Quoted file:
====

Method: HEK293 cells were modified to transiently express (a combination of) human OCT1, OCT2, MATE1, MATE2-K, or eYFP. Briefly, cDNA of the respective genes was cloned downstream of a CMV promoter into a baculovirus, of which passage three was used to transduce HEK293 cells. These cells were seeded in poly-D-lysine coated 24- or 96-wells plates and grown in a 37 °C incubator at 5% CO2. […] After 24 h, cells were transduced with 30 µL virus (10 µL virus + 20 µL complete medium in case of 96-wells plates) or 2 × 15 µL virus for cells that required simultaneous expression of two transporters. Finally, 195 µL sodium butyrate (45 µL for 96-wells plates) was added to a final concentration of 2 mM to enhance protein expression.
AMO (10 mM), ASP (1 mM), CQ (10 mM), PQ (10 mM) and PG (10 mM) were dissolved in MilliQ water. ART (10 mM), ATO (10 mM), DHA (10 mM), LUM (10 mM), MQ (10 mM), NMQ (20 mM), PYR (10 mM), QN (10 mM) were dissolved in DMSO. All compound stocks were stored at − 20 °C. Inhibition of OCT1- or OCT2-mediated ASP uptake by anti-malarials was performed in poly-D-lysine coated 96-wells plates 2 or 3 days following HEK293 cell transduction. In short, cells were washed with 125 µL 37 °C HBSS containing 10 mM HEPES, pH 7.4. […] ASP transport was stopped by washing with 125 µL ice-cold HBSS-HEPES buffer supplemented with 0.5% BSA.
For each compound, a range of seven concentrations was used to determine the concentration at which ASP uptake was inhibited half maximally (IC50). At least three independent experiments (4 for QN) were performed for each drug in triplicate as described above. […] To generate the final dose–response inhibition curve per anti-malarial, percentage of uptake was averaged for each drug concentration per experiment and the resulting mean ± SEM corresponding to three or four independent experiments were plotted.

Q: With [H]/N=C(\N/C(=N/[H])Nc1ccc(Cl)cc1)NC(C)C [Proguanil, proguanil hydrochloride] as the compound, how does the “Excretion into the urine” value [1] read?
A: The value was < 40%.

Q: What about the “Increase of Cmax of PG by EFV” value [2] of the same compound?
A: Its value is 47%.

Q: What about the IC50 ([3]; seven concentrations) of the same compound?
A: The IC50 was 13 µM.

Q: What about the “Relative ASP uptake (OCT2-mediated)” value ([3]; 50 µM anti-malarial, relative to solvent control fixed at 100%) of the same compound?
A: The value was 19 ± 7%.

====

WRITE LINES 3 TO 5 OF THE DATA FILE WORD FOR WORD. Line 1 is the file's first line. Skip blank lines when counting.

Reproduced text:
For each compound, a range of seven concentrations was used to determine the concentration at which ASP uptake was inhibited half maximally (IC50). At least three independent experiments (4 for QN) were performed for each drug in triplicate as described above. […] To generate the final dose–response inhibition curve per anti-malarial, percentage of uptake was averaged for each drug concentration per experiment and the resulting mean ± SEM corresponding to three or four independent experiments were plotted.

Q: With [H]/N=C(\N/C(=N/[H])Nc1ccc(Cl)cc1)NC(C)C [Proguanil, proguanil hydrochloride] as the compound, how does the “Excretion into the urine” value [1] read?
A: The value was < 40%.